Social Justice Takes Center Stage In Three Bone Theatre's 'HANDS UP'
A new play opens this week in Charlotte — one dealing with themes of social justice, trauma, and the Black experience.
The work is titled "HANDS UP: 7 Playwrights, 7 Testaments." It was originally commissioned in 2015 by The New Black Fest in Brooklyn, New York. It's comprised of seven monologues written by seven Black playwrights in response the police killings of Michael Brown in Ferguson, Missouri, and John Crawford III in Beavercreek, Ohio, among others.
The production from Three Bone Theatre will feature an all-Black cast working under the direction of Quentin Talley, with each actor performing one 10-minute monologue.
This will be the first time the work has been staged in Charlotte. It will also be the first production to be mounted by Three Bone Theatre since March, when live entertainment was brought to a halt due to the coronavirus outbreak.
There will be no in-person audience for this production, in consideration of present health guidelines. Instead, the show will be livestreamed from the Duke Energy Theater at Spirit Square nightly from Thursday, Nov. 19 - Nov. 21 — and the stream will be live. The actors are not taping their performances, and there will be no recording for people to watch later.
In advance of the show's opening, WFAE's Nick de la Canal spoke with Three Bone's executive director, Becky Shultz, and cast member Omar El-Amin.
Nick de la Canal: Becky, I'd like to start with you. This is going to be Three Bone's first performance since March. Why was this piece chosen?
Becky Shultz: In light of both COVID as well as the focus on racial injustice in our community, we sort of went back to the drawing board on our plans for this season, and this piece, in particular, jumped out because not only is it incredibly timely and relevant in our community as we deal with the plight of injustice and police abuse and the impact on the Black community, it also is an incredibly COVID friendly show.
It's a collection of monologues, so we don't need to have our actors in a room rehearsing with one another. Most rehearsals are able to be done over Zoom until we could get into the theater and properly spread out. So it really aligns itself well to ensuring that we're keeping our artists safe as we go through this process.
De la Canal: Omar, your monologue, I believe, is the last one in the show. Is that right?
Omar El-Amin: It is.
De la Canal: And it's titled "How I Feel." It's written by Dennis Allen. And it begins with the character watching some news coverage of the Ferguson protests back in 2015, and his girlfriend asks if they should discuss what to do if the police stop and harass them. I wonder if you've ever had similar conversations with someone in your life, and how close you feel personally with this role?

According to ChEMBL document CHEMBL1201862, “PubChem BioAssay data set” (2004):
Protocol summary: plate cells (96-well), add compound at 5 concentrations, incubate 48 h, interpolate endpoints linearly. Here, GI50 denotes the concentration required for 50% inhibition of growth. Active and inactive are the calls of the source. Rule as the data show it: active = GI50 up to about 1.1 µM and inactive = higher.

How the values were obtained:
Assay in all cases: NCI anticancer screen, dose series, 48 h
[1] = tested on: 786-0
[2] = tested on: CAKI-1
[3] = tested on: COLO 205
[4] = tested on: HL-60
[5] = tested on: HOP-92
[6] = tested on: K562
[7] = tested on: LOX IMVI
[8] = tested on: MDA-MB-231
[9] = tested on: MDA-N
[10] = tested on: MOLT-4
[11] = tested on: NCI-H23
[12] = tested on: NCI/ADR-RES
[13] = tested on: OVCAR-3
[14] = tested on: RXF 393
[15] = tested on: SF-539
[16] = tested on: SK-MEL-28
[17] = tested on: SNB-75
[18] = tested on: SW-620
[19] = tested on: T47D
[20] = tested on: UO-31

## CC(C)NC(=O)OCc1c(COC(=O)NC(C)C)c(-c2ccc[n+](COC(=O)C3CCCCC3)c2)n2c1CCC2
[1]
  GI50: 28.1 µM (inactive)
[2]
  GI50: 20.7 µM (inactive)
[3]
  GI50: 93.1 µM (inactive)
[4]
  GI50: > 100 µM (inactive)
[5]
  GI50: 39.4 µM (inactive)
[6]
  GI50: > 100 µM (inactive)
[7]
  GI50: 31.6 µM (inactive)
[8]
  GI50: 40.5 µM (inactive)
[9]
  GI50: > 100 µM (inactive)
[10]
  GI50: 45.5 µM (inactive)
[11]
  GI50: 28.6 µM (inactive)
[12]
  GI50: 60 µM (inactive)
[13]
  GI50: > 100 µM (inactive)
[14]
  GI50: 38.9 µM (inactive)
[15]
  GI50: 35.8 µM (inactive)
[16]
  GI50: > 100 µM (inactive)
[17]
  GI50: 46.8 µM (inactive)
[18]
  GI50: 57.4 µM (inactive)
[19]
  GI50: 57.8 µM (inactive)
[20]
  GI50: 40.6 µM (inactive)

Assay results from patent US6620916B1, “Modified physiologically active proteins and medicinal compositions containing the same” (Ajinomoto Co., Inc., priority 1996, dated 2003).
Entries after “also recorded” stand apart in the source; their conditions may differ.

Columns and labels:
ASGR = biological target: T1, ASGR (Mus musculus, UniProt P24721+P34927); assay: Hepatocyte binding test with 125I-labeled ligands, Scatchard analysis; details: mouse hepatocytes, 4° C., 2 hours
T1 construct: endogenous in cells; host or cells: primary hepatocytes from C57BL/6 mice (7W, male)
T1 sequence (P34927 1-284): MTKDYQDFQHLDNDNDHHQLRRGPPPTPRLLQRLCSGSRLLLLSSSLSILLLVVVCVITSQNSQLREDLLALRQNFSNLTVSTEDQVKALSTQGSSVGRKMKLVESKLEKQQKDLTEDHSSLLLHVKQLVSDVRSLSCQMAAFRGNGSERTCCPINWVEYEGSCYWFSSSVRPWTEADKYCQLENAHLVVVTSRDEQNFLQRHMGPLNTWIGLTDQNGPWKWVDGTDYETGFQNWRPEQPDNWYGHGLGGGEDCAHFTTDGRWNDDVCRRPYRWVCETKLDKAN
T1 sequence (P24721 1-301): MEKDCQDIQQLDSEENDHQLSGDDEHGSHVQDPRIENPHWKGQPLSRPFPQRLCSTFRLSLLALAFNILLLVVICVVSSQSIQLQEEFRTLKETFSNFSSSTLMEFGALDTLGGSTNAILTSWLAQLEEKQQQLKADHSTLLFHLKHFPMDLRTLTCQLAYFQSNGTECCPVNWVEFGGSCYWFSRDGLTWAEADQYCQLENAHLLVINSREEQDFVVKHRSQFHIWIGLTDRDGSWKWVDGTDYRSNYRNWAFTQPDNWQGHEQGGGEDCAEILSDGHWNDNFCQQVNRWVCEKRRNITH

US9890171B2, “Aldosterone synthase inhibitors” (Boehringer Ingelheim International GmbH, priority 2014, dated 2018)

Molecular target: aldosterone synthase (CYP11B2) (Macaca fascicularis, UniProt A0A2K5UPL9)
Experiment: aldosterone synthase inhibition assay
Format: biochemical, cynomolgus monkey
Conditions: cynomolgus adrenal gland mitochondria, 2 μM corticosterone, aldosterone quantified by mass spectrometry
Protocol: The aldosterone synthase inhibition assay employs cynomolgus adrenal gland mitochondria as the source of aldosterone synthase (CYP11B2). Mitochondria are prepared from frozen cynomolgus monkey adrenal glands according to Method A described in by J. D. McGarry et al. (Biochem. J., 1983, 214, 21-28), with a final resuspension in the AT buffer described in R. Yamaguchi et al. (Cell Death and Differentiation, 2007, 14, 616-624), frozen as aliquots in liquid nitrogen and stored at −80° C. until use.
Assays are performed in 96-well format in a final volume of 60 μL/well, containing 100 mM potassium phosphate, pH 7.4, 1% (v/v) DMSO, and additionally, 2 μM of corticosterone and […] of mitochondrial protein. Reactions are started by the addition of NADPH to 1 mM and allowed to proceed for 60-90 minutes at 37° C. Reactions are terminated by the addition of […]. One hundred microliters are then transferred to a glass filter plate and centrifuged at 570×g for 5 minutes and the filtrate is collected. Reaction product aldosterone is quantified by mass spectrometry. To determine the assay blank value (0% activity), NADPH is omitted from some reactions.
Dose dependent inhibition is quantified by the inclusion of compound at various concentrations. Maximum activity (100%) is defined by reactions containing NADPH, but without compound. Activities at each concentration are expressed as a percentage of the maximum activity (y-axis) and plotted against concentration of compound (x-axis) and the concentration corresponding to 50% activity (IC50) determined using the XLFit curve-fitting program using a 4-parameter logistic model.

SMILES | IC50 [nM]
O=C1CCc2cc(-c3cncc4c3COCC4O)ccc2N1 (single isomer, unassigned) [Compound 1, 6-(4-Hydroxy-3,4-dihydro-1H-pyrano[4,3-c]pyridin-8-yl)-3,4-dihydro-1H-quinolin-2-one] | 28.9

El-Amin: Well, yeah I would say the role — I feel very personal with it. I've never really been harassed by police, per se. I have been stopped and I mean — my experience was not harassment, but it still rang very clear that I was probably being profiled to some degree.
And I've spoken with my significant other about it. She's very understanding. I would tell her to just be quiet if we were together, or if she was not with me, then I would really be shaken up.
De la Canal: And I understand your monologue is supposed to have a call and response element to it. I think there are a few times where you say "hands up," and the audience is supposed to respond with "don't shoot." How is that going to work with no live audience?
El-Amin: Well, there will be the other characters that are in the play. They will be sitting spread out in what will look like an audience, to give you the feel of an audience, and they will respond to me. So we will do some call and response.
De la Canal: I'd like to ask each of you if there's any one line or part in the show that's going to stick with you long after the lights go dark and after the show closes. Omar, I'll ask you that first.
El-Amin: Okay. The line though — I will say it's not from my monologue. It's from one of the other monologues — abortion. And it's the line where he's talking to a child. He says, "Well Dad, am I a good idea?" He's talking about ideas and the birth of kids and all that good stuff. And he's like, "Well, kids are born from ideas."
And I really like and embrace that concept, because I have children. And they are good ideas. So, I mean, it's one idea from one parent. One idea from another parent. And those parents come together and they make another idea together. You got some good ideas? I got good ideas. It's so sweet. I like it.
So that line or that monologue, and that essence — that's going to stick with me forever.
De la Canal: Becky, same question to you.
Shultz: Yeah. You know, if I think about a specific line, it's probably one from Omar's that is talking — because it really is closing out the show in this idea of, "my life is valuable" — is the line, "I have inherent value that shouldn't have to be proven or justified." And I think that's so universal in terms of, if people could agree that the one rule for everyone is that we all have value and act and treat people that way, it would be a fundamentally different world that we're in.
I would also say — different from a specific line — but one of the things I love about this show is that these seven monologues are all completely different. It's so often in theater that we get a single story that's supposed to be a monolith. It's supposed to represent the full experience. So what I love about this show is it's seven very different, but very honest and real experiences.
De la Canal: Becky Shultz, she's the executive director of Three Bone Theatre, and Omar El-Amin, an actor in the cast of the upcoming production of "Hands Up." Thanks to you both.
Shultz: Thank you!
El-Amin: Thank you, sir.